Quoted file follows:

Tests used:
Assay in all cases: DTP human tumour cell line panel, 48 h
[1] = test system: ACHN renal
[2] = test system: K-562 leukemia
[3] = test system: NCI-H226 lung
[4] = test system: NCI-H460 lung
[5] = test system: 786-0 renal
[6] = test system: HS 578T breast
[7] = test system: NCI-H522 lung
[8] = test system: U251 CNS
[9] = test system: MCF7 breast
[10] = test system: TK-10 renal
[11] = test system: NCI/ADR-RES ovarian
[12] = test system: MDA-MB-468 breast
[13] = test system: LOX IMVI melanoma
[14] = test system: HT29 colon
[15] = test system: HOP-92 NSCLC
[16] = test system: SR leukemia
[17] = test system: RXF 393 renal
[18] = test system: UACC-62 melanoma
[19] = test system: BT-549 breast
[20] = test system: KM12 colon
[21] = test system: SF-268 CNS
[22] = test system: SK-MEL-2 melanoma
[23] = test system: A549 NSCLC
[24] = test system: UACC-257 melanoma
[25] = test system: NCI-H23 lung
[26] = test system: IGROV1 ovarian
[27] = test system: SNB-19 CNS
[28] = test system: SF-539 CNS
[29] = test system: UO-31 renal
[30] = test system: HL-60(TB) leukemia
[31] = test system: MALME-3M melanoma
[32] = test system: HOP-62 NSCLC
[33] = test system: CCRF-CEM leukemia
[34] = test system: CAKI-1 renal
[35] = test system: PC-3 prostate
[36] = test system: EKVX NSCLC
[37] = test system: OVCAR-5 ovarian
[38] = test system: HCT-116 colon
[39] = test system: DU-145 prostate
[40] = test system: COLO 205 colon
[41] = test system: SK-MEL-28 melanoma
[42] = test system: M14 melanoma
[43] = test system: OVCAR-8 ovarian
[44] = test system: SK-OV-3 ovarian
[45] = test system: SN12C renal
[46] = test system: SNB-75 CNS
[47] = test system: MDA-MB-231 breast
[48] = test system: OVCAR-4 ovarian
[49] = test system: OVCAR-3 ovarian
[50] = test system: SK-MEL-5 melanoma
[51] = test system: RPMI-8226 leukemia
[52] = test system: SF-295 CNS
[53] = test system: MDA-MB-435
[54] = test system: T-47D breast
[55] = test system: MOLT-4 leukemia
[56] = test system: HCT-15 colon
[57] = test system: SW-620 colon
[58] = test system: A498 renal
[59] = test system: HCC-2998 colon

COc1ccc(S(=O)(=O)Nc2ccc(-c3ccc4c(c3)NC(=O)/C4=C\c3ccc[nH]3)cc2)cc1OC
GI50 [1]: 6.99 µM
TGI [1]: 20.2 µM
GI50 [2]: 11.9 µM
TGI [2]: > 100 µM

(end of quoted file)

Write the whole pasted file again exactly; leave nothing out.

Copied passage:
Tests used:
Assay in all cases: DTP human tumour cell line panel, 48 h
[1] = test system: ACHN renal
[2] = test system: K-562 leukemia
[3] = test system: NCI-H226 lung
[4] = test system: NCI-H460 lung
[5] = test system: 786-0 renal
[6] = test system: HS 578T breast
[7] = test system: NCI-H522 lung
[8] = test system: U251 CNS
[9] = test system: MCF7 breast
[10] = test system: TK-10 renal
[11] = test system: NCI/ADR-RES ovarian
[12] = test system: MDA-MB-468 breast
[13] = test system: LOX IMVI melanoma
[14] = test system: HT29 colon
[15] = test system: HOP-92 NSCLC
[16] = test system: SR leukemia
[17] = test system: RXF 393 renal
[18] = test system: UACC-62 melanoma
[19] = test system: BT-549 breast
[20] = test system: KM12 colon
[21] = test system: SF-268 CNS
[22] = test system: SK-MEL-2 melanoma
[23] = test system: A549 NSCLC
[24] = test system: UACC-257 melanoma
[25] = test system: NCI-H23 lung
[26] = test system: IGROV1 ovarian
[27] = test system: SNB-19 CNS
[28] = test system: SF-539 CNS
[29] = test system: UO-31 renal
[30] = test system: HL-60(TB) leukemia
[31] = test system: MALME-3M melanoma
[32] = test system: HOP-62 NSCLC
[33] = test system: CCRF-CEM leukemia
[34] = test system: CAKI-1 renal
[35] = test system: PC-3 prostate
[36] = test system: EKVX NSCLC
[37] = test system: OVCAR-5 ovarian
[38] = test system: HCT-116 colon
[39] = test system: DU-145 prostate
[40] = test system: COLO 205 colon
[41] = test system: SK-MEL-28 melanoma
[42] = test system: M14 melanoma
[43] = test system: OVCAR-8 ovarian
[44] = test system: SK-OV-3 ovarian
[45] = test system: SN12C renal
[46] = test system: SNB-75 CNS
[47] = test system: MDA-MB-231 breast
[48] = test system: OVCAR-4 ovarian
[49] = test system: OVCAR-3 ovarian
[50] = test system: SK-MEL-5 melanoma
[51] = test system: RPMI-8226 leukemia
[52] = test system: SF-295 CNS
[53] = test system: MDA-MB-435
[54] = test system: T-47D breast
[55] = test system: MOLT-4 leukemia
[56] = test system: HCT-15 colon
[57] = test system: SW-620 colon
[58] = test system: A498 renal
[59] = test system: HCC-2998 colon

COc1ccc(S(=O)(=O)Nc2ccc(-c3ccc4c(c3)NC(=O)/C4=C\c3ccc[nH]3)cc2)cc1OC
GI50 [1]: 6.99 µM
TGI [1]: 20.2 µM
GI50 [2]: 11.9 µM
TGI [2]: > 100 µM